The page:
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Tranmere Rovers & Cheltenham Town Stare Into The Abyss
Just a week shy of Gloucester City AFC’s 130th anniversary the club’s future has been thrown into doubt with the news that plans for a return to Gloucester are emphatically on hold until further notice. Safe in the anonymous mid-table of the Conference North the club take on Altrincham tonight at their current adopted home, 11 miles down the road in Cheltenham and while a decent battle is expected on the pitch the thoughts of those in the stands are likely to be elsewhere. After almost six years in exile and five years of promises that ‘the club will be home soon’ the club has come up against a brick wall, without a sod on any new ground being cut.
To recap for those who might not know, City’s ground was engulfed in flood water in July 2007, along with much of the county, when the River Severn burst it’s banks. It was the third major flood in a decade and water rose up to the cross bar. Remember that meme when the England game was called off because of the rain – that was Meadow Park. The City Council formed a special cross party group and worked with the club to find some way of bringing them back to the city, guiding them through the planning process. Various sites were mooted and dismissed, ultimately it was back to Meadow Park or nothing. The group was suspended, on officer advice and the club was told to get the plans in. They were submitted in December 2009 and promptly “put on hold” as the application was incomplete. The plans went in properly over a year later and were supported by hundreds of letters from fans, former players and Sport England. It looked like an easy win, a new ground on a site which is designated recreation land, industrial units to pay for it and a huge flood defences to protect the ground from further flooding (and allow it to be insured).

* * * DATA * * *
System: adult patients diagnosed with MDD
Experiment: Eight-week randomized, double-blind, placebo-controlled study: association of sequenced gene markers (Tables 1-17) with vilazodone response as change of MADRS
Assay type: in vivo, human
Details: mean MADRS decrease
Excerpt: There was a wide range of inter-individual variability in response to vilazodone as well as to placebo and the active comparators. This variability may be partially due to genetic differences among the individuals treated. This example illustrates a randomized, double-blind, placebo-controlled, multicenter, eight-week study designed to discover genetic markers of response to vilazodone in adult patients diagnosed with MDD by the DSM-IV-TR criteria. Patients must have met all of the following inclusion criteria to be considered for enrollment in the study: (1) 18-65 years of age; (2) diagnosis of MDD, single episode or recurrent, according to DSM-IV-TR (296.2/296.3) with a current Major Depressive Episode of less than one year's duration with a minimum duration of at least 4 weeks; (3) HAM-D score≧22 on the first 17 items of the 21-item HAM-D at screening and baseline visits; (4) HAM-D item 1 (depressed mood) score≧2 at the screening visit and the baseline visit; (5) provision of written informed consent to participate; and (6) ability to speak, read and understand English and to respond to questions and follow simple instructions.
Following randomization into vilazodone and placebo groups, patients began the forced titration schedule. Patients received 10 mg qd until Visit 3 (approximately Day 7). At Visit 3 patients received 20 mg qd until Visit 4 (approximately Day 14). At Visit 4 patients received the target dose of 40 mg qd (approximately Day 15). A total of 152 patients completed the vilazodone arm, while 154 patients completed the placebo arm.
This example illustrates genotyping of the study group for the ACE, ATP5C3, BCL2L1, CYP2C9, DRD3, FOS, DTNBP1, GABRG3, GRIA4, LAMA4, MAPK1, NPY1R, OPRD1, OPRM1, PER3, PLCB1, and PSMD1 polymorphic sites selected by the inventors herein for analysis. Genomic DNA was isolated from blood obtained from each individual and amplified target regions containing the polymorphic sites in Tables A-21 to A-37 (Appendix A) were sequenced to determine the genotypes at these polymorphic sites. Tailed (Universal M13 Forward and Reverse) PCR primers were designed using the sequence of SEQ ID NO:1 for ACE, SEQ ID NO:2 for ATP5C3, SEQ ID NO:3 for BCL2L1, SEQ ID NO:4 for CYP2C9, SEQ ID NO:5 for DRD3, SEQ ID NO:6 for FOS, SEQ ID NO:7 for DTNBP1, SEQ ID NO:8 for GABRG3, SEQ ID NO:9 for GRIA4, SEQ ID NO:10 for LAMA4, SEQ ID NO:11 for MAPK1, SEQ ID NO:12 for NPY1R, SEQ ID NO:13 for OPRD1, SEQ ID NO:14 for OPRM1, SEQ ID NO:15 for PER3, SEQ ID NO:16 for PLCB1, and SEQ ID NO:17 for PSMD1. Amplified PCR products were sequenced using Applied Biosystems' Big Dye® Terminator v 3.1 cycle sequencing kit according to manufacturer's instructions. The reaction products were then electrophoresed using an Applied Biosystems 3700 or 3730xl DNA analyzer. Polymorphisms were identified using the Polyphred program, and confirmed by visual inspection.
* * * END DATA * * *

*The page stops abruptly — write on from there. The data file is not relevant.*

Everything was looking positive, the plans were finally going to be considered by the council. The meeting, last September, went quickly enough – councillors supported the idea of a new stadium, with employment land to find the club in principal but there was a problem. The associated flood work, which on paper should bring 125 properties along the river out of flood risk, needed more work. Councillors voted that they were “minded to permit” subject to more flood reports, their reasoning being that while £1million of flood defences might work on one stretch of the river it may cause other issues up or downstream, a serious concern in a city which suffers flooding every year (although ironically Meadow Park has not flooded since 2007). A new working group was formed, but fast forward six months and it appears that everything is crumbling down to dust.
In a very rare interview with the Citizen club owner Eamonn McGurk said:
We’re not going to abandon it. We are just revisiting what we want to do and we want to bring the club home.
If there is some joined-up thinking and everyone has the same desire then it will happen. But at this present moment I have genuine fears. My commitment is my commitment. But I can’t speak for everyone else. A lot of people want to bring Gloucester City home and I am just one of them. I am only just one person in that piece. My brother Brian has worked tirelessly, Paul Duncliffe (planning consultant) has worked tirelessly and the supporters trust of the football club has worked tirelessly. I understand that politicians both locally and in government have worked hard as well but at the moment it has not been enough. And because of that it’s time to re-evaluate.